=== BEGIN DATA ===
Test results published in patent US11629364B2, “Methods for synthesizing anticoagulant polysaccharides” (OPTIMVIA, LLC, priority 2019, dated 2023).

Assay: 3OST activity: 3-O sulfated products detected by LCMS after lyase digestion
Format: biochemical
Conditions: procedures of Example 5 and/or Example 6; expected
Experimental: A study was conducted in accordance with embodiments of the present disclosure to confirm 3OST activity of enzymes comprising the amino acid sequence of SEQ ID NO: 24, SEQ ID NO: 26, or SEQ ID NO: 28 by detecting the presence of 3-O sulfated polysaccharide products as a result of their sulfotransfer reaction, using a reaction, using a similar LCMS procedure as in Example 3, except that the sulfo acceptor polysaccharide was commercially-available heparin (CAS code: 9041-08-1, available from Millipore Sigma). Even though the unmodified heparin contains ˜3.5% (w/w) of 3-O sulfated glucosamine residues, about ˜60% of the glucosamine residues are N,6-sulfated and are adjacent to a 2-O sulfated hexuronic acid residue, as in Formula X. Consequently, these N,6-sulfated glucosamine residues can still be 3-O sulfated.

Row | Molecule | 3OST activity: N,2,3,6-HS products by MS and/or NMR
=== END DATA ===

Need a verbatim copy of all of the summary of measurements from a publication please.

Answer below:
Test results published in patent US11629364B2, “Methods for synthesizing anticoagulant polysaccharides” (OPTIMVIA, LLC, priority 2019, dated 2023).

Assay: 3OST activity: 3-O sulfated products detected by LCMS after lyase digestion
Format: biochemical
Conditions: procedures of Example 5 and/or Example 6; expected
Experimental: A study was conducted in accordance with embodiments of the present disclosure to confirm 3OST activity of enzymes comprising the amino acid sequence of SEQ ID NO: 24, SEQ ID NO: 26, or SEQ ID NO: 28 by detecting the presence of 3-O sulfated polysaccharide products as a result of their sulfotransfer reaction, using a reaction, using a similar LCMS procedure as in Example 3, except that the sulfo acceptor polysaccharide was commercially-available heparin (CAS code: 9041-08-1, available from Millipore Sigma). Even though the unmodified heparin contains ˜3.5% (w/w) of 3-O sulfated glucosamine residues, about ˜60% of the glucosamine residues are N,6-sulfated and are adjacent to a 2-O sulfated hexuronic acid residue, as in Formula X. Consequently, these N,6-sulfated glucosamine residues can still be 3-O sulfated.

Row | Molecule | 3OST activity: N,2,3,6-HS products by MS and/or NMR